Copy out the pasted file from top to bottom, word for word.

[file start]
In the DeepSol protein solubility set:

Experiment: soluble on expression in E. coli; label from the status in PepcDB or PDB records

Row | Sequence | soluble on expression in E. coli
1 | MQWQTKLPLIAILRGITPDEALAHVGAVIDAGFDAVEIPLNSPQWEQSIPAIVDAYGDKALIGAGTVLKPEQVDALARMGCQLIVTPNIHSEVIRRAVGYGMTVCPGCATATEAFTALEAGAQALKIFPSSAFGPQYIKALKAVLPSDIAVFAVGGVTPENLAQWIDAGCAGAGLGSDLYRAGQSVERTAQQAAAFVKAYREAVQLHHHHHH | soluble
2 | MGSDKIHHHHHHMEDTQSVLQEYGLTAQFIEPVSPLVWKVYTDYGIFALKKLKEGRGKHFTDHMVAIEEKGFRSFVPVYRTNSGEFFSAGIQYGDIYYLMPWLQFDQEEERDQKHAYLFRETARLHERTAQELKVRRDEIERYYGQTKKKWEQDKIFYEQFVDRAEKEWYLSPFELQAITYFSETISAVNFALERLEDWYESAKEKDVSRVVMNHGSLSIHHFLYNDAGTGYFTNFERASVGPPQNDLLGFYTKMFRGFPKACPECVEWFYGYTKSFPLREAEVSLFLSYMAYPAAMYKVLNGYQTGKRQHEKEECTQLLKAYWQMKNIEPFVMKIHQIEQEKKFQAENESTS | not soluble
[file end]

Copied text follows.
In the DeepSol protein solubility set:

Experiment: soluble on expression in E. coli; label from the status in PepcDB or PDB records

Row | Sequence | soluble on expression in E. coli
1 | MQWQTKLPLIAILRGITPDEALAHVGAVIDAGFDAVEIPLNSPQWEQSIPAIVDAYGDKALIGAGTVLKPEQVDALARMGCQLIVTPNIHSEVIRRAVGYGMTVCPGCATATEAFTALEAGAQALKIFPSSAFGPQYIKALKAVLPSDIAVFAVGGVTPENLAQWIDAGCAGAGLGSDLYRAGQSVERTAQQAAAFVKAYREAVQLHHHHHH | soluble
2 | MGSDKIHHHHHHMEDTQSVLQEYGLTAQFIEPVSPLVWKVYTDYGIFALKKLKEGRGKHFTDHMVAIEEKGFRSFVPVYRTNSGEFFSAGIQYGDIYYLMPWLQFDQEEERDQKHAYLFRETARLHERTAQELKVRRDEIERYYGQTKKKWEQDKIFYEQFVDRAEKEWYLSPFELQAITYFSETISAVNFALERLEDWYESAKEKDVSRVVMNHGSLSIHHFLYNDAGTGYFTNFERASVGPPQNDLLGFYTKMFRGFPKACPECVEWFYGYTKSFPLREAEVSLFLSYMAYPAAMYKVLNGYQTGKRQHEKEECTQLLKAYWQMKNIEPFVMKIHQIEQEKKFQAENESTS | not soluble